Rousseau'S Social Contract: An Introduction (Cambridge Introductions To Key Philosophical Texts)
Publish Date: 2014-01-20
Author: David Lay Williams
Attention: For textbook, access codes and supplements are not guaranteed with used items.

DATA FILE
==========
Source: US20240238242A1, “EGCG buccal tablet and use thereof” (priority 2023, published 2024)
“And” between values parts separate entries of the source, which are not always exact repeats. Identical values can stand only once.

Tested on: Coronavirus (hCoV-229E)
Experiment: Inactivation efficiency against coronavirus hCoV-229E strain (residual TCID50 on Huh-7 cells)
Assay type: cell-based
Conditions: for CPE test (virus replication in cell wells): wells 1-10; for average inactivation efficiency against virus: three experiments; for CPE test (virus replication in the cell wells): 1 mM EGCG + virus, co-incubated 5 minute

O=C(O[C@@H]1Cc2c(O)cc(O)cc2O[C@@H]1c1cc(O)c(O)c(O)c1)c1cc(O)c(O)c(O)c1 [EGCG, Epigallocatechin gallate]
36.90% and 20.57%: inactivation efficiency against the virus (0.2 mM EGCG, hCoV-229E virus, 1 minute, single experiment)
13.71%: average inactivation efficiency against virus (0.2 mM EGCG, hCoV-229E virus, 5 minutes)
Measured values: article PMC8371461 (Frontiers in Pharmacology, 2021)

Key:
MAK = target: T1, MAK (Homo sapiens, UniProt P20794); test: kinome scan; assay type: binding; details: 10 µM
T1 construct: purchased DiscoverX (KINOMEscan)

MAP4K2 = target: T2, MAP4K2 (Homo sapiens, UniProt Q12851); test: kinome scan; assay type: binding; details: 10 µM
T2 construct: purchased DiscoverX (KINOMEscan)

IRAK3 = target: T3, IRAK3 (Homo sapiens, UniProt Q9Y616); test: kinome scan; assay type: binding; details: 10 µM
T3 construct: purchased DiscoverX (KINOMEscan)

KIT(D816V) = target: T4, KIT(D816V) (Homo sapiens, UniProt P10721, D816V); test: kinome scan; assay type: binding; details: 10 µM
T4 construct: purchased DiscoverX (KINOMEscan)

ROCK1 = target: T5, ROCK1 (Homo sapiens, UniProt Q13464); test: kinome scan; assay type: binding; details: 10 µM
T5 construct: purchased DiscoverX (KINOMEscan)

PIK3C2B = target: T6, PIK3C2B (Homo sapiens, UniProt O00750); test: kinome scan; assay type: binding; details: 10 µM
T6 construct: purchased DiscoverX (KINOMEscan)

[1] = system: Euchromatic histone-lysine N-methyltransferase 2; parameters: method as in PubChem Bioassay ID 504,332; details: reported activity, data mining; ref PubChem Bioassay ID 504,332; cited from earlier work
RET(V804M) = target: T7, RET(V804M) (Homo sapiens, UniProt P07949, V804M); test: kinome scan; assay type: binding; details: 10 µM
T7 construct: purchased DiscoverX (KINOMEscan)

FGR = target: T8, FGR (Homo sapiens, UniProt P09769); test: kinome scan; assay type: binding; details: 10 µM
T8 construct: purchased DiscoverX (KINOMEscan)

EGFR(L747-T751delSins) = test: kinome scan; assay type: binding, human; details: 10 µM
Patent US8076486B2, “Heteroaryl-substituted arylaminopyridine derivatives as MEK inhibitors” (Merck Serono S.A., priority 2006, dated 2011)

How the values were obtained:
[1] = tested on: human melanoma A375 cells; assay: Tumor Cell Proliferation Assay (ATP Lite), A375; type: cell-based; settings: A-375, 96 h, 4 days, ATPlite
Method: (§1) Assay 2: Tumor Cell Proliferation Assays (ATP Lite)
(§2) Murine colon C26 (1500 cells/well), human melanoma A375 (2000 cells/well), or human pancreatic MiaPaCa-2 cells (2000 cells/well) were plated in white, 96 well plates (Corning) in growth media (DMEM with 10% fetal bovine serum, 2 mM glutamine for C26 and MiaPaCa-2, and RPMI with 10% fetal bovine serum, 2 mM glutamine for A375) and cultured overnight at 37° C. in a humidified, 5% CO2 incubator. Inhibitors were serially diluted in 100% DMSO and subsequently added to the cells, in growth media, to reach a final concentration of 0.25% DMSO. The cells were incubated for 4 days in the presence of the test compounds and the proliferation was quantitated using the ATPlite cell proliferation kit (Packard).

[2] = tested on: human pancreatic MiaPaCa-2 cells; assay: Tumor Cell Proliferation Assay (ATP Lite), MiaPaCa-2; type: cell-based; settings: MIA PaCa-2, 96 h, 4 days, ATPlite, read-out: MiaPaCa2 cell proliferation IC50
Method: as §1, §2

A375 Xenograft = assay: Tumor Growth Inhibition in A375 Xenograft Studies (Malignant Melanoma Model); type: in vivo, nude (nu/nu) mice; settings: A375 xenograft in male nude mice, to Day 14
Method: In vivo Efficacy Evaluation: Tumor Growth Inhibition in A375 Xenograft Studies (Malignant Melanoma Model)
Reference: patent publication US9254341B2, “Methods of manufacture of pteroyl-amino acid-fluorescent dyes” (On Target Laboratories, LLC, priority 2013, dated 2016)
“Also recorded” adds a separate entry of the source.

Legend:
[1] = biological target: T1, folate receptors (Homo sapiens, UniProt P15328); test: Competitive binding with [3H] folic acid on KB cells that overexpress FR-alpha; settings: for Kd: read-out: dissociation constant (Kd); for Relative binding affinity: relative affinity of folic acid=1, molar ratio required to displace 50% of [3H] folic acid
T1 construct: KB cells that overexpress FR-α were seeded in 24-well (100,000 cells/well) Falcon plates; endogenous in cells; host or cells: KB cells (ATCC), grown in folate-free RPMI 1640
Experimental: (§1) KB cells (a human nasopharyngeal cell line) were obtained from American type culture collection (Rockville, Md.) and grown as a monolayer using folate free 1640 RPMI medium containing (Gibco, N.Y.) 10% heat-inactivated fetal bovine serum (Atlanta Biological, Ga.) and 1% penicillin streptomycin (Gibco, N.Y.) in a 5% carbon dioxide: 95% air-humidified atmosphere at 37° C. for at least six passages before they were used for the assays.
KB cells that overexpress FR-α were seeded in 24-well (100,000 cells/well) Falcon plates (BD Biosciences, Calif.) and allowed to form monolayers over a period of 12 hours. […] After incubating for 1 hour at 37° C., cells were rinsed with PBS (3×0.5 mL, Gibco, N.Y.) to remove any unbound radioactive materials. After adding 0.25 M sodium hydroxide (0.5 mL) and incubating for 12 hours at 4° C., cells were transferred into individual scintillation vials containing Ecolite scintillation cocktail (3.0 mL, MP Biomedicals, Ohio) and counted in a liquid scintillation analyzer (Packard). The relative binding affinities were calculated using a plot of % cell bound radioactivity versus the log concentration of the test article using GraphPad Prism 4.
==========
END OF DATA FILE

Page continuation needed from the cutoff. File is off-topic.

If the greatness of a philosophical work can be measured by the volume and vehemence of the public response, there is little question that Rousseau's Social Contract stands out as a masterpiece. Within a week of its publication in 1762 it was banished from France. Soon thereafter, Rousseau fled to Geneva, where he saw the book burned in public. At the same time, many of his contemporaries, such as Kant, considered Rousseau to be the Newton of the moral world, as he was the first philosopher to draw attention to the basic dignity of human nature. The Social Contract has never ceased to be read in the 250 years since it was written. Rousseau's Social Contract : An Introduction offers a thorough and systematic tour of this notoriously paradoxical and challenging text. David Lay Williams offers readers a chapter-by-chapter reading of the Social Contract, squarely confronting these interpretive obstacles, leaving no stones unturned. The conclusion connects Rousseau's text both to his important influences and those who took inspiration and sometimes exception to his arguments. The book also features a special extended appendix dedicated to outlining his famous conception of the general will, which has been the object of controversy since the Social Contract's publication in 1762.